And the amazing thing is that we believe with enough people working together that we can get there. As hard as that sounds. Here’s this extraordinary contribution from the federal government. Here’s the Javits Center where they’re talking about up to 3000 beds right there. The surge capacity in the hospitals, where every hospital is adding 50% more beds, that’s on top of that original 20,000. They’re all finding additional beds to add in their facilities. Creating new spaces.
Mayor Bill de Blasio: (32:56)
Mitch Katz said a long time ago, he can turn the cafeteria into an ICU if he needs to. He can put up a tent in the parking lot and turn it into an ICU. And then the hotels and the other buildings that we’ll be moving to.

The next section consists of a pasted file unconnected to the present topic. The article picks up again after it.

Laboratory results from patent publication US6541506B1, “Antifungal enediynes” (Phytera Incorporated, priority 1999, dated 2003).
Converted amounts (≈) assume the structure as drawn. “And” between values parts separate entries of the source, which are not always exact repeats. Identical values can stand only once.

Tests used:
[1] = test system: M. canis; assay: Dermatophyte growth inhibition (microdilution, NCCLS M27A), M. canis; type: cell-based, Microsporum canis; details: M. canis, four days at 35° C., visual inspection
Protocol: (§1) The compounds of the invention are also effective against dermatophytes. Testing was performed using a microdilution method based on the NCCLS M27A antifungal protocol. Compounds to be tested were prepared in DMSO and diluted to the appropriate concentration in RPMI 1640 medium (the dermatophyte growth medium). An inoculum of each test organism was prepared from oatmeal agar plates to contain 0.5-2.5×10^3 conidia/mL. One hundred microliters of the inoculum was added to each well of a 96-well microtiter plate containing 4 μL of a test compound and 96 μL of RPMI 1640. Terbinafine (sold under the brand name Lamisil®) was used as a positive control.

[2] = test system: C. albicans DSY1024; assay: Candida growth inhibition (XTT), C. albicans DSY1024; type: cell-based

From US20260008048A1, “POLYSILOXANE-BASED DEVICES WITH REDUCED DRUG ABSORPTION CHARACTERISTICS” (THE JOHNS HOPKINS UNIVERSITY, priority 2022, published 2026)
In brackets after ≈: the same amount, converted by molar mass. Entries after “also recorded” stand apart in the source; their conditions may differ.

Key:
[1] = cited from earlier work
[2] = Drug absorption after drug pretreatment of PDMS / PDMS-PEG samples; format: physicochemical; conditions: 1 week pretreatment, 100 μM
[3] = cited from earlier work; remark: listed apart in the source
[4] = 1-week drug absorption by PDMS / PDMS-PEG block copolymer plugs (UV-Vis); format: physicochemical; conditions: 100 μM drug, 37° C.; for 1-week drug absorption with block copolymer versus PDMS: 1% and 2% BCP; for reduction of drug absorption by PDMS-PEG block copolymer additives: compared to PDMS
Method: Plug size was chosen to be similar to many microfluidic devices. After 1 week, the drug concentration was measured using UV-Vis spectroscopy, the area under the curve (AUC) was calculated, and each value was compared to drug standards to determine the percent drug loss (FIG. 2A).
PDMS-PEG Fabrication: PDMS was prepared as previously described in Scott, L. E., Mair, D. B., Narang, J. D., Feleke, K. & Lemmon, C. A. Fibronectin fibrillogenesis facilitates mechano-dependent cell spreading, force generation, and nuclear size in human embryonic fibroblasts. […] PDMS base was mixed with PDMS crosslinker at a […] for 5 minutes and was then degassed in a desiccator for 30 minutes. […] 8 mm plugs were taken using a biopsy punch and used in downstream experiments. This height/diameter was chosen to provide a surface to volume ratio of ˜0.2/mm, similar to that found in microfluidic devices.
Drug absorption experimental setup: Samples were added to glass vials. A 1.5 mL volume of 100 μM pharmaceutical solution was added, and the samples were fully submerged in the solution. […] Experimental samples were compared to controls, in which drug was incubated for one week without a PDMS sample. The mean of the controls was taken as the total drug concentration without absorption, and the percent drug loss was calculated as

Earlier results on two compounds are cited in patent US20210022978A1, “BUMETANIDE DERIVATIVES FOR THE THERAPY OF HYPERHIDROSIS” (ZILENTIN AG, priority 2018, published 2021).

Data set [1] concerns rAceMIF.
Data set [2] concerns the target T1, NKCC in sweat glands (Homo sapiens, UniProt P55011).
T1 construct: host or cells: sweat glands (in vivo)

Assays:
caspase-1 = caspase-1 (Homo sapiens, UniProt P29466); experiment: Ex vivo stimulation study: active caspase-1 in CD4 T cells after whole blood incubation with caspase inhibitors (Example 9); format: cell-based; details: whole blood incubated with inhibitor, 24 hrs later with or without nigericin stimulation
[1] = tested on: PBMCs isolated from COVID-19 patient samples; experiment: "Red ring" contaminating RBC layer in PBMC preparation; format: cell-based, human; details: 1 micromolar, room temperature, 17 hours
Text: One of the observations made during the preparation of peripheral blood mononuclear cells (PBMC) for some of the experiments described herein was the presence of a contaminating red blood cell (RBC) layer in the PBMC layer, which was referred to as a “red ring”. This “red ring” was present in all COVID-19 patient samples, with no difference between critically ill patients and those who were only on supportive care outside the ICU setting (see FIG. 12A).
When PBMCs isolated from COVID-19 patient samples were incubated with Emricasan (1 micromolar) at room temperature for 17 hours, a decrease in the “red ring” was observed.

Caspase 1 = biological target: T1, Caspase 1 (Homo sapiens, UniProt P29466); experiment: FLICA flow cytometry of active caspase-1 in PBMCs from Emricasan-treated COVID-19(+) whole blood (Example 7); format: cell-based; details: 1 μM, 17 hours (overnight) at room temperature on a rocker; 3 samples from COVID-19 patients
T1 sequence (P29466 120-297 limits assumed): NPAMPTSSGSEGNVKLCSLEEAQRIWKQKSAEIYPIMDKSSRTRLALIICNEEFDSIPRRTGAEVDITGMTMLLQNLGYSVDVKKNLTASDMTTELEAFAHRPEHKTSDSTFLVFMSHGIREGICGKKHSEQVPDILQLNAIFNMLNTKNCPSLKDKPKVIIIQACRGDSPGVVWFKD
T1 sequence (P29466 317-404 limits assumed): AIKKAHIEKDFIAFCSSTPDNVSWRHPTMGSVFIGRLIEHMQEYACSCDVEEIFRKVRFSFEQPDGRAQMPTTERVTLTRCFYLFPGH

Mayor Bill de Blasio: (33:08)
So it’s a Herculean task. It’s never been attempted in the history of New York City. We believe that’s the number. We’d love to find out it’s a lesser number. But that’s the number we’re shooting for. And I believe with enough work and enough creativity, enough teamwork, we can get to it.
Speaker 11: (33:26)
Last night your administration made an announcement about all of the supplies and the ventilators you’ve given to the hospitals throughout the city to date. I’m wondering how your administration is handling supply distribution to private hospitals. A lot of it has been focused on going to the public hospitals, rightfully so, but I’m wondering if any of these supplies and ventilators have gone to the private hospitals on Staten Island. And I’m going to have a second question.
Mayor Bill de Blasio: (33:50)
Absolutely. I’ve had this conversation daily with Borough President Oddo to make sure that supplies are getting where they’re needed. Yes, the city has provided supplies to RUMC in substantial numbers and we’ll continue to do so. The supplies for Staten Island University Hospital come from a combination of sources, state, city, the Northwell Hospital System.
Mayor Bill de Blasio: (34:17)